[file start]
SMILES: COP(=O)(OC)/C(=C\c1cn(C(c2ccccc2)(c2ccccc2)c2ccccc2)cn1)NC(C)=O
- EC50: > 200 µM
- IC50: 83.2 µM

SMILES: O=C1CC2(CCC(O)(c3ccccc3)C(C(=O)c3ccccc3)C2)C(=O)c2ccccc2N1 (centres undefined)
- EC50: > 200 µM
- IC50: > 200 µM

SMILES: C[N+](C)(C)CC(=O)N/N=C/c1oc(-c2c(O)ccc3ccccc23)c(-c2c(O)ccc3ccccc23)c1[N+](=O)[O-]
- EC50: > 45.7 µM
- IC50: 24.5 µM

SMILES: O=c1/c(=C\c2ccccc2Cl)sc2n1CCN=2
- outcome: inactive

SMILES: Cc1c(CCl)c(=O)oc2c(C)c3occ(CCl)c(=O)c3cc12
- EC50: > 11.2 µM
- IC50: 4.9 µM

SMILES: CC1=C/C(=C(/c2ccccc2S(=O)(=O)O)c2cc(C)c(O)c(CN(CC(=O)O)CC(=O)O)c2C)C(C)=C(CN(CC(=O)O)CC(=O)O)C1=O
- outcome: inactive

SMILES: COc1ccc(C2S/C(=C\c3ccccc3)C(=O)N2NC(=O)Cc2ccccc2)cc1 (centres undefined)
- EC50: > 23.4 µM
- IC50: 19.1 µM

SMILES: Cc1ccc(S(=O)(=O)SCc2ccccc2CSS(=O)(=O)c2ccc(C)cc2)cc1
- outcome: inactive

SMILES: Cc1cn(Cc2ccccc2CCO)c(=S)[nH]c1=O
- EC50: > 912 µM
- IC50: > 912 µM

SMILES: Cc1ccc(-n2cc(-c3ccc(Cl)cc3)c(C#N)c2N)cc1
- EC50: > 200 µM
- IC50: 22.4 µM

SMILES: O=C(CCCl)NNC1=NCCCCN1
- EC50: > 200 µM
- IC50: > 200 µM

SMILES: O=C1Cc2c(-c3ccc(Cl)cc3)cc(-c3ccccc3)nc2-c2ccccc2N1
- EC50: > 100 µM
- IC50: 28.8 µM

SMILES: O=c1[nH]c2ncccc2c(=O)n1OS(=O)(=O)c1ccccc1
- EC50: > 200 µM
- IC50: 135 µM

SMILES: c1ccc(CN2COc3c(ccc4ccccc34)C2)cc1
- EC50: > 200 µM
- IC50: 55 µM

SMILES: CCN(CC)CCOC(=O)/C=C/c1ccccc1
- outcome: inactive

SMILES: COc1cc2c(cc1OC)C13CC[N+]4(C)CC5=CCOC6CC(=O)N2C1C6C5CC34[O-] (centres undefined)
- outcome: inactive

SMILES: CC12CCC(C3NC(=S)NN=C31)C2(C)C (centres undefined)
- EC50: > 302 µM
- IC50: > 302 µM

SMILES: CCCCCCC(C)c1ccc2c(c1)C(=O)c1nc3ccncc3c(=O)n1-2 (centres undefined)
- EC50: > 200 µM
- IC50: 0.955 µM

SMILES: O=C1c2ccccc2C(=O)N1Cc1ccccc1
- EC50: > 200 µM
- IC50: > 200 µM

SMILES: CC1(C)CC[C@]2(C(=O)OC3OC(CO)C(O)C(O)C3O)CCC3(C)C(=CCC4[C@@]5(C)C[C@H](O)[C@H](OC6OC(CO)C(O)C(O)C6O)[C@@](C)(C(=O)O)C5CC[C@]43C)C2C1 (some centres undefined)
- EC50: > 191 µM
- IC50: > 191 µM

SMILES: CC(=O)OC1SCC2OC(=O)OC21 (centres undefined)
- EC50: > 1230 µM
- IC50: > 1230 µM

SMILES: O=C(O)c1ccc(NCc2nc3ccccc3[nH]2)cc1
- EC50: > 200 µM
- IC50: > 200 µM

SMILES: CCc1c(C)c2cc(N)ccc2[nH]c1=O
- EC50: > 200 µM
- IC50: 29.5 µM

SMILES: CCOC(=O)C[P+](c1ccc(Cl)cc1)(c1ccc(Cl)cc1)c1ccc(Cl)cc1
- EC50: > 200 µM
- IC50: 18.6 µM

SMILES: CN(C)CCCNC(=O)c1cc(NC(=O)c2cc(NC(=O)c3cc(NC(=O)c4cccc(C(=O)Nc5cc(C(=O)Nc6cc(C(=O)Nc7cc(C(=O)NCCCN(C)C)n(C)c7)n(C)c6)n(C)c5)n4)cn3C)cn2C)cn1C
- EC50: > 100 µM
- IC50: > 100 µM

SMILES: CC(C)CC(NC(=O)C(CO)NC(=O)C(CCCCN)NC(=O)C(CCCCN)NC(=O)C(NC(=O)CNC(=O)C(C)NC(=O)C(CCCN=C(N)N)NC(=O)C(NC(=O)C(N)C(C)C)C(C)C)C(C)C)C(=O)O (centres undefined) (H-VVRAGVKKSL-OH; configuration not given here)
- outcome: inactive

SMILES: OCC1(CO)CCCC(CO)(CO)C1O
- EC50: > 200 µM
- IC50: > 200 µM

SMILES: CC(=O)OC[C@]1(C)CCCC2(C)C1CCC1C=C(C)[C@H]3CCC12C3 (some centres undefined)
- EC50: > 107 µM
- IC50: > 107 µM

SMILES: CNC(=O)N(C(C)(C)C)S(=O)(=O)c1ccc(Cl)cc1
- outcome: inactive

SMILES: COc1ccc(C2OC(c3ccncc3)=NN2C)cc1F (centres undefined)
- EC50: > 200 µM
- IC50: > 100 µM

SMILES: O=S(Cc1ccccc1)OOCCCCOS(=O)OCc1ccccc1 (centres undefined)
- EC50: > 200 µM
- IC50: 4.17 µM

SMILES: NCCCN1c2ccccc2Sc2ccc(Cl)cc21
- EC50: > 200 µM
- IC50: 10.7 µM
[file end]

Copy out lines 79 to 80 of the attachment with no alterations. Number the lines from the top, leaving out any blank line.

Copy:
SMILES: CNC(=O)N(C(C)(C)C)S(=O)(=O)c1ccc(Cl)cc1
- outcome: inactive